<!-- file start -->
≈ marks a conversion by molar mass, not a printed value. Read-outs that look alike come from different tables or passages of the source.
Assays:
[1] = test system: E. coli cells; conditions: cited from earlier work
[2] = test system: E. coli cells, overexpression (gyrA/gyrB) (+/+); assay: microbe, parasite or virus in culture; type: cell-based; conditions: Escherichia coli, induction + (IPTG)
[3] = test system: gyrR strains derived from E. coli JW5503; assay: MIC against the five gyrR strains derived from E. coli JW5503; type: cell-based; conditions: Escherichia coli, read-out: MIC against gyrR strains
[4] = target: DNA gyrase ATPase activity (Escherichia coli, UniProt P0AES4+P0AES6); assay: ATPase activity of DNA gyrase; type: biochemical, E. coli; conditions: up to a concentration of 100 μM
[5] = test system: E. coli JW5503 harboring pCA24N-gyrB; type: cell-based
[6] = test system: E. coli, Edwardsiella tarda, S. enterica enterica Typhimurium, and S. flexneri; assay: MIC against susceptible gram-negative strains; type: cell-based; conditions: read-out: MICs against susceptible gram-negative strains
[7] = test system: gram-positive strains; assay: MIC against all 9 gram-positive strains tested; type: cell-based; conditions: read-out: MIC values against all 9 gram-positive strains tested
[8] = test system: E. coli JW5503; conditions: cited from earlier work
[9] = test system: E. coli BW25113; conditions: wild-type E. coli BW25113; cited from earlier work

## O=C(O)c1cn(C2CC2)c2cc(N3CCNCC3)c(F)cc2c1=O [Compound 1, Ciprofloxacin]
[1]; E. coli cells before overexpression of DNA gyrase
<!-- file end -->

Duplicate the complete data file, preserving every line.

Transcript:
≈ marks a conversion by molar mass, not a printed value. Read-outs that look alike come from different tables or passages of the source.
Assays:
[1] = test system: E. coli cells; conditions: cited from earlier work
[2] = test system: E. coli cells, overexpression (gyrA/gyrB) (+/+); assay: microbe, parasite or virus in culture; type: cell-based; conditions: Escherichia coli, induction + (IPTG)
[3] = test system: gyrR strains derived from E. coli JW5503; assay: MIC against the five gyrR strains derived from E. coli JW5503; type: cell-based; conditions: Escherichia coli, read-out: MIC against gyrR strains
[4] = target: DNA gyrase ATPase activity (Escherichia coli, UniProt P0AES4+P0AES6); assay: ATPase activity of DNA gyrase; type: biochemical, E. coli; conditions: up to a concentration of 100 μM
[5] = test system: E. coli JW5503 harboring pCA24N-gyrB; type: cell-based
[6] = test system: E. coli, Edwardsiella tarda, S. enterica enterica Typhimurium, and S. flexneri; assay: MIC against susceptible gram-negative strains; type: cell-based; conditions: read-out: MICs against susceptible gram-negative strains
[7] = test system: gram-positive strains; assay: MIC against all 9 gram-positive strains tested; type: cell-based; conditions: read-out: MIC values against all 9 gram-positive strains tested
[8] = test system: E. coli JW5503; conditions: cited from earlier work
[9] = test system: E. coli BW25113; conditions: wild-type E. coli BW25113; cited from earlier work

## O=C(O)c1cn(C2CC2)c2cc(N3CCNCC3)c(F)cc2c1=O [Compound 1, Ciprofloxacin]
[1]; E. coli cells before overexpression of DNA gyrase